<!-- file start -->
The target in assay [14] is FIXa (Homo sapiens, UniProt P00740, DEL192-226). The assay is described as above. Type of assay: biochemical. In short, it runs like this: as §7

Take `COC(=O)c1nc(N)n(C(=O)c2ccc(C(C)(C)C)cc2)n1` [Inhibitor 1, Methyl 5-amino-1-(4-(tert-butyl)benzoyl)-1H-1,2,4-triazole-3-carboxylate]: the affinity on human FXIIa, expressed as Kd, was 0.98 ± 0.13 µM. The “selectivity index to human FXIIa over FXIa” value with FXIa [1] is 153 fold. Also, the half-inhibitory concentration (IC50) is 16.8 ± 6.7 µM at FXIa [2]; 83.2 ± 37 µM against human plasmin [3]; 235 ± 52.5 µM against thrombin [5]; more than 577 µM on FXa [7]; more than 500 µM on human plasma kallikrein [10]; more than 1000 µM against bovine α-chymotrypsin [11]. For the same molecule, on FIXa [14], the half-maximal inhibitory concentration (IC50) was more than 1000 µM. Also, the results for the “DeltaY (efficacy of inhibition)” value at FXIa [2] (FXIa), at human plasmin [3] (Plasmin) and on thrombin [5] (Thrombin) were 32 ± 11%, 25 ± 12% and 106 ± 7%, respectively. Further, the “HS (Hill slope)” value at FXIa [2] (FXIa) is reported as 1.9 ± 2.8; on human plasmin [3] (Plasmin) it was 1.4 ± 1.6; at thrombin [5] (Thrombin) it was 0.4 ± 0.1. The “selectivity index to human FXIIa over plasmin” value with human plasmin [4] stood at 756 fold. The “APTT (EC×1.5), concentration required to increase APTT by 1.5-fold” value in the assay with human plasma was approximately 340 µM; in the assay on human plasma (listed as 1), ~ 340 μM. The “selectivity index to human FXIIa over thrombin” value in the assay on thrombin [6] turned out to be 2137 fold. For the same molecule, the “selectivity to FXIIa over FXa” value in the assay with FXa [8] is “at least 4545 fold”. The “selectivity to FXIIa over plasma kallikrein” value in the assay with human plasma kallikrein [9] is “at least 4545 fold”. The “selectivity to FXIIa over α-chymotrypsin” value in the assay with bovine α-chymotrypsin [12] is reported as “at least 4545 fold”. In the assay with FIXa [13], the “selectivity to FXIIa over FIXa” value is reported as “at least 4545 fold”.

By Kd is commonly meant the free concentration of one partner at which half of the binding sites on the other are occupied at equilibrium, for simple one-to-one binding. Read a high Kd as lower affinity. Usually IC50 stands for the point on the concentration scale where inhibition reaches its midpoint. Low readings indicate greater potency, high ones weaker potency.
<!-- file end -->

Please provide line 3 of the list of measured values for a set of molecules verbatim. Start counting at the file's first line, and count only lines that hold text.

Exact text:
By Kd is commonly meant the free concentration of one partner at which half of the binding sites on the other are occupied at equilibrium, for simple one-to-one binding. Read a high Kd as lower affinity. Usually IC50 stands for the point on the concentration scale where inhibition reaches its midpoint. Low readings indicate greater potency, high ones weaker potency.